Bladder Cancer

Bladder cancer begins when healthy cells in the bladder lining, most commonly urothelial cells, change and grow uncontrollably, forming a mass called a tumor. A tumor can be cancerous or benign. A cancerous tumor is malignant, meaning it can grow and spread to other parts of the body. A benign tumor means the tumor can grow but will not spread.

Bladder cancer was the first cancer type to receive an approved immunotherapy agent, which was a breakthrough for modern immunotherapy. This agent, bacillus Calmette-Guérin (BCG) was approved by the FDA in 1990 and is now one of the main treatments for nonmuscle-invasive bladder cancer. BCG is a weakened version of the bacterium that causes tuberculosis, and it is delivered directly into the bladder through a catheter. This is called intravesical therapy (see Figure below). BCG attaches to the inside lining of the bladder and stimulates the immune system to destroy the tumor. BCG is used for early-stage bladder cancer and as treatment to reduce the risk of recurrence in noninvasive bladder cancers, commonly after surgery to remove the tumors.

Although other treatment options are available for bladder cancer, BCG was the only immunotherapy for bladder cancer until recently. A checkpoint inhibitor, specifically, a PD-L1 inhibitor, is now approved for locally advanced or metastatic urothelial carcinoma, the most common form of bladder cancer, in people in whom disease progressed during or following chemotherapy containing a platinum drug or in whom disease progressed within 12 months after neoadjuvant or adjuvant treatment with platinum-containing chemotherapy.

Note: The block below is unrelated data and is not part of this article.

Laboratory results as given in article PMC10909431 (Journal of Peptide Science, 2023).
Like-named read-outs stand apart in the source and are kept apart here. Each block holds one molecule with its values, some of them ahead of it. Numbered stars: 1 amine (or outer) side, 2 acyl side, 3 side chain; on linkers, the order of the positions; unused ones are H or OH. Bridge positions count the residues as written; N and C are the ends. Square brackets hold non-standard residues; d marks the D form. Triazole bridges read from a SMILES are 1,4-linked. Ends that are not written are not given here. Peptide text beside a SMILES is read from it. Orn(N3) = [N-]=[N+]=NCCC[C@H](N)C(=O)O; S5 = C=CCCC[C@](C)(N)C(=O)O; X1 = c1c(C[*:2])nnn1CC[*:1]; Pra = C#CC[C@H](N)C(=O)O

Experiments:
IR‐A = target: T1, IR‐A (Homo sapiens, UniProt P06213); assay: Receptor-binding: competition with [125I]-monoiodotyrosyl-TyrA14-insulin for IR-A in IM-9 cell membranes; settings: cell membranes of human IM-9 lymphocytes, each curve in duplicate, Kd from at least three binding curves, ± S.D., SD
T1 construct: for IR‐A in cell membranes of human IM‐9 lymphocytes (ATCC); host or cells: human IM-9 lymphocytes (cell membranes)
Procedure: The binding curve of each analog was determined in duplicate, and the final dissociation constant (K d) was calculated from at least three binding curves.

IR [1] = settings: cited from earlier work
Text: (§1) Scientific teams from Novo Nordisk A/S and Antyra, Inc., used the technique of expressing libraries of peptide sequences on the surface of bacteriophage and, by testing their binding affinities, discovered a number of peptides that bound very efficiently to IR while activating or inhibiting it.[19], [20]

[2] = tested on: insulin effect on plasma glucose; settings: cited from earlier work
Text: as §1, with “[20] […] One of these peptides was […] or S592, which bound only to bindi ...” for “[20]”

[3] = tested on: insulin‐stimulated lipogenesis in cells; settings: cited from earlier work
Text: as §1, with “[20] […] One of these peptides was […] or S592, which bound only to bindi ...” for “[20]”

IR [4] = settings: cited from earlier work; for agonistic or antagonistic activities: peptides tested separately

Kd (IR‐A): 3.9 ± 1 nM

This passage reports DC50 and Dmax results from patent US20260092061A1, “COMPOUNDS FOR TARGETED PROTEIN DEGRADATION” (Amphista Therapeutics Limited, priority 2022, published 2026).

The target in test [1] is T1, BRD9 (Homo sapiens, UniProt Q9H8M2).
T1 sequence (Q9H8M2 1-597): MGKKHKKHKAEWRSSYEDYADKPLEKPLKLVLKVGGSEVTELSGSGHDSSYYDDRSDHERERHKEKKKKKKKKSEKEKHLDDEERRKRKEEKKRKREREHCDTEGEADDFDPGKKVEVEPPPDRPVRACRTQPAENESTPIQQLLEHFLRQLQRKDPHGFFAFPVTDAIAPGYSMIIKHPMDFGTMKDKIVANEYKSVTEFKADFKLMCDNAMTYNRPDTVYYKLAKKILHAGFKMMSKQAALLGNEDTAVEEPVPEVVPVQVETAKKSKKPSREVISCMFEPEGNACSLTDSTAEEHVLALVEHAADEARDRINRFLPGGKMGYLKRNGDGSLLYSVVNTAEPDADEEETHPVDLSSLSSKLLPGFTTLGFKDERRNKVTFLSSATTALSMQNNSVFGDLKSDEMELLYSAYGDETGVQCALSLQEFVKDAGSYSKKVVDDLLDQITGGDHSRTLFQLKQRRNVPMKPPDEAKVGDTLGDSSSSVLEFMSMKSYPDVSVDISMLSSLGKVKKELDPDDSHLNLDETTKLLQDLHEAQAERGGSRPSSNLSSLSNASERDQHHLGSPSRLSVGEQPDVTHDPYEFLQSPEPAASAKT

Although other advancements have been slow for this disease, research is ongoing to develop treatments, including immunotherapies, for bladder cancer. Several drugs are in clinical trials, and immunotherapy continues to show promise for additional bladder cancer treatment options in the near future. One strategy being explored through clinical trials is combinations of immunotherapies. Future research could open the door to more treatment options involving immunotherapy, which could offer new hope to people who have bladder cancer.

Be sure to talk with your doctor about which treatment options are best for you, especially since not all immunotherapies are approved for all types and stages of bladder cancer.

Additional Resources


FDA-Approved Immunotherapies for Bladder Cancer
As of 10/26/2016
atezolizumab (Tecentriq)
bacillus Calmette-Guérin (BCG)


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